We have previously advocated for the Department of Justice to employ a more narrow reading of the term “foreign official” in the Foreign Corrupt Practices Act. Therefore, we were pleased to see that the DOJ recently issued an opinion that parsed the definition and came to the conclusion that a member of a foreign royal family was not a “foreign official” under the FCPA. Although this is a positive development, it somewhat conflicts with the DOJ’s prior opinions and accordingly will probably serve to further muddy the FCPA waters.
In February 2012, an American lobbying firm approached the DOJ to request an opinion regarding the FCPA implications of its proposed partnership with a foreign consulting group. The consulting group was to act as its sponsor in providing lobbying services for the unspecified foreign country’s embassy in the U.S. The lobbying firm was concerned that this arrangement might implicate the FCPA because the foreign consulting group was owned, in part, by a member of the foreign royal family.
On September 18, the DOJ issued a statement finding that the royal family member was not considered a “foreign official” under the FCPA. The DOJ stated that, “[W]hether a member of a royal family is a ‘foreign official’ turns on such factors as (i) how much control or influence the individual has over the levers of governmental power, execution, administration, finances, and the like; (ii) whether a foreign government characterizes an individual or entity as having governmental power; and (iii) whether and under what circumstances an individual (or entity) may act on behalf of, or bind, a government.”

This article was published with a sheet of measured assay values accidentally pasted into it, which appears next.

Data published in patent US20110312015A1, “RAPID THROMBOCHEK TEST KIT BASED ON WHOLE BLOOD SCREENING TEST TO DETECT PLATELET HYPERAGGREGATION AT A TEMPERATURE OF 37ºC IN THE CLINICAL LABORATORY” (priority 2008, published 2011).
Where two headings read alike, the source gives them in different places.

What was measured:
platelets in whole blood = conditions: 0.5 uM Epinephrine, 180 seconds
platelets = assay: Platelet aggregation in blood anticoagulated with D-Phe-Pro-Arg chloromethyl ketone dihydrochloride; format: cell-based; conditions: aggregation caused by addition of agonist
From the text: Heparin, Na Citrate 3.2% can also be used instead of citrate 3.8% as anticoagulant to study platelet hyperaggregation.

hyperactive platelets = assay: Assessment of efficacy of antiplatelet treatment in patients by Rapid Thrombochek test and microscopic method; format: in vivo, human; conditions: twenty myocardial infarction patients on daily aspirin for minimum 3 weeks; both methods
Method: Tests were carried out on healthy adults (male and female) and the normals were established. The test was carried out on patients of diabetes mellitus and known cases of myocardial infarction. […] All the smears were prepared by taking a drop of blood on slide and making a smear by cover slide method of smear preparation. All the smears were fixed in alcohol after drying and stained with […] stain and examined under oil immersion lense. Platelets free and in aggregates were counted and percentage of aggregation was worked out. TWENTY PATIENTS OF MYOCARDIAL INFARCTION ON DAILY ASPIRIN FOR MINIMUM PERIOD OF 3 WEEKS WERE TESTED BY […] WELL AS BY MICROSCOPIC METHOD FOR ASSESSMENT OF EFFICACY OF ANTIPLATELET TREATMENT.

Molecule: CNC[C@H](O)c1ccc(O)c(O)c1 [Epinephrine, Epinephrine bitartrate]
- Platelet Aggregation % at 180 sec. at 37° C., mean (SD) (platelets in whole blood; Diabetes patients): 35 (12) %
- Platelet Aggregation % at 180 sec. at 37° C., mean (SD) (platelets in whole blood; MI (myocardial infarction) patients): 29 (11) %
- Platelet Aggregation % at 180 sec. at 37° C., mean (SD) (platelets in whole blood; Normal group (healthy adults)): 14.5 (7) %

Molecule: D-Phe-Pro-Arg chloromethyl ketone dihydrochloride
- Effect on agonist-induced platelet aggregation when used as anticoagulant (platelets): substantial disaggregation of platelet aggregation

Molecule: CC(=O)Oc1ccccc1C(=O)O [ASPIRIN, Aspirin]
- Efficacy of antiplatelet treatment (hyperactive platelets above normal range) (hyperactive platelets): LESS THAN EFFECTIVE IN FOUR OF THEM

As the DOJ explained, in this instance the “Royal Family Member holds no title or position in the government, has no governmental duties or responsibilities, is a member of the royal family through custom and tradition rather than blood relation, and has no privileges or benefits because of his status.” The DOJ concluded that, “the Royal Family Member does not qualify as a foreign official under [the FCPA] so long as the Royal Family Member does not directly or indirectly represent that he is acting on behalf of the royal family or in his capacity as a member of the royal family.”
The DOJ surprised us by undertaking a reasonable, thoughtful, and fact-intensive analysis in finding that the royal family member was not a foreign official. However, the new standard invoked by the DOJ conflicts with the broad reading of “foreign official” that the DOJ has previously applied, which encompasses even employees of state-owned communications companies. Surely a telecom employee does not exert much control or influence “over the levers of governmental power,” nor would his government characterize him as having “governmental power.” Yet the DOJ found telecom employees to be foreign officials.
We applaud the DOJ for taking a reasonable approach in determining whether the royal family member is a “foreign official.” We encourage the DOJ to apply the same three factors every time it analyzes who is, and is not, a foreign official.